Mary’s Prayer

I don’t know how many times I’ve read the Christmas story. Reading Luke 2 is practically a baptism mandate. (No, it’s not.) But as I was reading a section this morning, I read a line I don’t think I’ve ever really read before. I’m pretty sure God stuck that one in there in invisible ink or something. Like Tom Riddle’s diary, but less diabolic.

The verse was this:

“But Mary treasured up all these things and pondered them in her heart.” (Luke 2.19, NIV)

What things? These things:

“When they had seen him, they spread the word concerning what had been told them about this child, and all who heard it were amazed at what the shepherds said to them.” (Luke 2.17-18, NIV)

What had the shepherds been told? Just this:

“But the angel said to them, ‘Do not be afraid. I bring you good news that will cause great joy for all the people. Today in the town of David a Savior has been born to you; he is the Messiah, the Lord.'” (Luke 2.10-11, NIV)

Oh, Mary.


She was blessed, favored, chosen. For nine months, her story was doubted, her purity questioned, her engagement threatened. During the final weeks of pregnancy, she traveled over rocky terrain, on the back of a donkey, to an unfamiliar town. She was forced to labor alone, with only Joseph and barn animals to comfort her, without even a soft bed to rest against, much less a painstakingly created birthing playlist.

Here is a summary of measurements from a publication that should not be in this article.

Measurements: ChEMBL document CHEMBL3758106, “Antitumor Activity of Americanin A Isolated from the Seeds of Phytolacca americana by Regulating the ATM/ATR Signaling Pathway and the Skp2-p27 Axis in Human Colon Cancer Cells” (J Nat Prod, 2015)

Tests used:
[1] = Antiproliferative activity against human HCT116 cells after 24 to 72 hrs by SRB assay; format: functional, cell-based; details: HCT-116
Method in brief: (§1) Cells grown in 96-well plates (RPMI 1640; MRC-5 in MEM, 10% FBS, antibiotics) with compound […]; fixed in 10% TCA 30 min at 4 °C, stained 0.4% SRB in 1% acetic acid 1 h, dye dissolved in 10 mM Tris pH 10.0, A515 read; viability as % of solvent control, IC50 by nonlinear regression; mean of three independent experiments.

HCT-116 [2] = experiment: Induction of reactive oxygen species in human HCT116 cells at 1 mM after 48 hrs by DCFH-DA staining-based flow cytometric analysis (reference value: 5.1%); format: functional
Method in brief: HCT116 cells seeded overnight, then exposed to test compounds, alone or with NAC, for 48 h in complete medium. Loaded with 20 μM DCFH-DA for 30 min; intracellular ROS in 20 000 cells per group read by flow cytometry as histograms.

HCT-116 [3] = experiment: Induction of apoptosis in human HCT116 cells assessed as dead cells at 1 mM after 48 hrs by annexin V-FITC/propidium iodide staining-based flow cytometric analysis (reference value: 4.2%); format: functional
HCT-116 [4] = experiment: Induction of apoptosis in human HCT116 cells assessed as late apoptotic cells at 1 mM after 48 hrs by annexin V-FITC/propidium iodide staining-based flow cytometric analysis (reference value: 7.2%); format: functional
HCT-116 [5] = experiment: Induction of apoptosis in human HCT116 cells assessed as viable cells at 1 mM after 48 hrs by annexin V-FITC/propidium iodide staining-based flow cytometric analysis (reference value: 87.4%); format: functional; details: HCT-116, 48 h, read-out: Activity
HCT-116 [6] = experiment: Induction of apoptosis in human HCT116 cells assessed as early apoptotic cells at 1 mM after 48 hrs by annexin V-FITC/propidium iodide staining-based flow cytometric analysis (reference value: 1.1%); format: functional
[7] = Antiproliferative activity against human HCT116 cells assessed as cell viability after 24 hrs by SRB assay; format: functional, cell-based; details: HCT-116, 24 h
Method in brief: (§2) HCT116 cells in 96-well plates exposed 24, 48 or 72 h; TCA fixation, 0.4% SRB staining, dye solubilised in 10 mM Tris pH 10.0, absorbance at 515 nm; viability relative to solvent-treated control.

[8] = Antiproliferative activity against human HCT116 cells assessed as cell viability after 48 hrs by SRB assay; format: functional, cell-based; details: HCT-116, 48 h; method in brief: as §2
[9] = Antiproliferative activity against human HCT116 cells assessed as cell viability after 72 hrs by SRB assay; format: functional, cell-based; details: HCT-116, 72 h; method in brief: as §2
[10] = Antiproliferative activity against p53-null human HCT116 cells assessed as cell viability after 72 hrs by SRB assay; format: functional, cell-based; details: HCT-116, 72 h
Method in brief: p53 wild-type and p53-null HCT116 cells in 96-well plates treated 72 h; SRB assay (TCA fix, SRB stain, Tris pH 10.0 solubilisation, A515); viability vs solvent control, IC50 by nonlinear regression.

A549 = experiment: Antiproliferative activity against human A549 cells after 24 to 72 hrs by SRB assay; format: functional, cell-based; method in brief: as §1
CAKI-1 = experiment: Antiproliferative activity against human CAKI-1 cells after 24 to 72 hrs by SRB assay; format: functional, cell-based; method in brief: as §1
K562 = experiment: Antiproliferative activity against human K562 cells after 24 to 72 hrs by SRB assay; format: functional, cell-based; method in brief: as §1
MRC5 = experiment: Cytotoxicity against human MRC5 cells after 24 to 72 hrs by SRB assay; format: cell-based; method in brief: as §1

For nine months, she had carried and protected and nourished this child, felt his feet flutter against her ribs, his tiny body grow and swim inside her. Born from her flesh, though not of her flesh.

Alone. Exhausted. Gazing into the face of a newborn she had no part in creating, only carrying.

And as she rested, finally tearing herself from cradling this infant to lay him in a trough, strange men in shepherd’s clothing burst in, her baby’s only welcoming committee, shouting amazing, unbelievable tales of angels! Appearing in the night! Heralding this miraculous birth! And look! It’s true! Just like the angels said!

But Mary treasured up all these things and pondered them in her heart.

What could she have been thinking? Feeling?

Did she know the implications of Savior, Messiah, LORD?

Did she understand that angels wouldn’t always be going ahead of her, proclaiming her truth so she didn’t have to insist up on it?

Did she realize that unbelief would plague her, would plague her child?

She knew He came to save, but did she know that meant to die?



Filed under Faith

7 responses to “Mary’s Prayer

  1. I love that in the midst of such a thoughtful, moving post you throw in Tom Riddle’s diary.

    Our family reads this passage every year on Christmas Eve.
    And this time, I’ll listen for Mary. Extra.


  2. I love that line in Mary, Did You Know? that says something about how when she kissed her baby’s face she kissed the face of God. I also like to imagine Mary at those baseball fields 😉

  3. Marianne

    I’ve always enjoyed that first. It’s perfect poetry.

  4. Pingback: Dec. 22 The People of Christmas

  5. I came across you on Twitter and the Psych group – backtracking through your blog I found this, and I just wanted to say that I really enjoyed it. As a mom, as a Christian, as a very devout Catholic – Mary has a special place in my heart. I almost cry every time I look at my kids and think of what she had to endure and how blessed I am that she did.

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